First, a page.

I was a Post summer intern — a kid reporter on his first big story — and one of 60 staffers the paper deployed that day. This was a tiny fraction of the number of National Guardsmen and police on the streets but a veritable army for what was then still a provincial daily paper. Ben Gilbert, the imperious city editor, had spent weeks planning the coverage. With help from colleagues, he was about to make one of the biggest goofs of his long career.
I missed the first part of the march. I was sent to watch celebrities arrive at National Airport, where I attended a news conference by Marlon Brando, who wanted to be sure his presence was not misunderstood. Yes, Negroes were treated badly in the United States, Brando said, but “don’t forget the Indian problem.” As soon as the march was over, he promised, he would again be fighting to resolve “the Indian problem.”
I was then dispatched to the corner of Sixth Street and Constitution Avenue NW. Post reporters were stationed on every block of Constitution and throughout the Mall to cover any untoward incident. A sea of good-natured, well-dressed humanity paraded before me. The marchers carried signs but shouted no slogans. There was no hint of “trouble,” only the good news of a polite, orderly crowd.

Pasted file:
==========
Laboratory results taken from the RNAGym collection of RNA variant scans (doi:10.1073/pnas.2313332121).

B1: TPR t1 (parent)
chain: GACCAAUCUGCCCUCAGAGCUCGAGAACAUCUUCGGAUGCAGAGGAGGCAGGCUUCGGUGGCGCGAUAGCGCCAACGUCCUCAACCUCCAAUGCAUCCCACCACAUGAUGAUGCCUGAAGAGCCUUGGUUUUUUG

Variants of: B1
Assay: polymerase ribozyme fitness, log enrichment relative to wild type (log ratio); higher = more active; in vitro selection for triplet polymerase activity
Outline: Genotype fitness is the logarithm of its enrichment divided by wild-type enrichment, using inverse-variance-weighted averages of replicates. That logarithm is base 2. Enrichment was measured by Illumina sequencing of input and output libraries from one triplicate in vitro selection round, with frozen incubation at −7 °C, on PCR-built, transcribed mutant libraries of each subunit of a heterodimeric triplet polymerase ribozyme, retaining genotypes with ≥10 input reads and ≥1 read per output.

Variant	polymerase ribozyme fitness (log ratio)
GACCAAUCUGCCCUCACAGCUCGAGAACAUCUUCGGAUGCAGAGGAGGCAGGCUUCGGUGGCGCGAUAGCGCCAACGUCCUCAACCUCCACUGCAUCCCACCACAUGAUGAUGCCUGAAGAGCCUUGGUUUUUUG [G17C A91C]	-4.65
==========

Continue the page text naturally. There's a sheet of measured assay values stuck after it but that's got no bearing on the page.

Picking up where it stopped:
But I was afraid of Gilbert, so I stayed at my post for several hours. Eventually I wandered toward the Lincoln Memorial, where the speeches had been delivered. It was a beautiful August afternoon, and everyone was having a fine time.
I was too late to hear the speeches but soon heard about them, particularly the address by John Lewis, a leader of the Student Nonviolent Coordinating Committee. This is the same John Lewis we know today as an avuncular Georgia representative, a gentle though forceful agitator for the rights of African Americans and the poor. In 1963, Robert F. Kennedy’s Justice Department considered him a dangerous radical. So he got a disproportionate share of attention from reporters and officials.